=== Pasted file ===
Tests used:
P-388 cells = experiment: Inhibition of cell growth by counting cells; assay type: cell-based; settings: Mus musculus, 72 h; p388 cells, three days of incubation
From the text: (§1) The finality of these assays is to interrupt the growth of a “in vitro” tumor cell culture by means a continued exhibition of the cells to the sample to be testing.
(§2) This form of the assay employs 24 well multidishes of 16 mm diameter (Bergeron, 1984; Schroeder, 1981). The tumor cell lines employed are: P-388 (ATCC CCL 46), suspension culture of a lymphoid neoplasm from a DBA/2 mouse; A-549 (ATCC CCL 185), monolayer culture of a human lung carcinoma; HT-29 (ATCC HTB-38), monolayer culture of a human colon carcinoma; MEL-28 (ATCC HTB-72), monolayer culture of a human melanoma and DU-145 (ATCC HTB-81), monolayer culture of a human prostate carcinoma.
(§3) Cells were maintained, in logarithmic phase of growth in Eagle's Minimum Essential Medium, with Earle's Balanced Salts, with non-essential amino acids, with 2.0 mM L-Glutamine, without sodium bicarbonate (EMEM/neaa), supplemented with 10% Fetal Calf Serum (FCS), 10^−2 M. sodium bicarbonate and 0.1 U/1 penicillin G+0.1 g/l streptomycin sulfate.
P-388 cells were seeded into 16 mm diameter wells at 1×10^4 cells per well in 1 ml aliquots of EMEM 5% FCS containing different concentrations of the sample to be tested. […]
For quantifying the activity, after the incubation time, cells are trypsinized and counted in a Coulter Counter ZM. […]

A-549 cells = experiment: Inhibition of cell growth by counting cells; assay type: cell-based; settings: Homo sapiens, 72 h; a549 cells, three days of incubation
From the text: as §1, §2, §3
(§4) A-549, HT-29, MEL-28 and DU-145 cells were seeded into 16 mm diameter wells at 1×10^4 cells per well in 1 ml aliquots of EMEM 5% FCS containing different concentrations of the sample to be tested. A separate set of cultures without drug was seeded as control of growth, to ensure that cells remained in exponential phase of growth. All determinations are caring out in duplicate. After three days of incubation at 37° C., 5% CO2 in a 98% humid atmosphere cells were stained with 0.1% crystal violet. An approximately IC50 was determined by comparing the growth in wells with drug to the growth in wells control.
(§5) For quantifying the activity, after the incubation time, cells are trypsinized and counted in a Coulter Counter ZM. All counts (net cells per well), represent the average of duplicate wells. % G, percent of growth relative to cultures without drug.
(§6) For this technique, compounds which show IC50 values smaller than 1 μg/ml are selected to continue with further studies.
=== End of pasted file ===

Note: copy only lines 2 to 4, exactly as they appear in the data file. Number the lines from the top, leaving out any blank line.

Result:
P-388 cells = experiment: Inhibition of cell growth by counting cells; assay type: cell-based; settings: Mus musculus, 72 h; p388 cells, three days of incubation
From the text: (§1) The finality of these assays is to interrupt the growth of a “in vitro” tumor cell culture by means a continued exhibition of the cells to the sample to be testing.
(§2) This form of the assay employs 24 well multidishes of 16 mm diameter (Bergeron, 1984; Schroeder, 1981). The tumor cell lines employed are: P-388 (ATCC CCL 46), suspension culture of a lymphoid neoplasm from a DBA/2 mouse; A-549 (ATCC CCL 185), monolayer culture of a human lung carcinoma; HT-29 (ATCC HTB-38), monolayer culture of a human colon carcinoma; MEL-28 (ATCC HTB-72), monolayer culture of a human melanoma and DU-145 (ATCC HTB-81), monolayer culture of a human prostate carcinoma.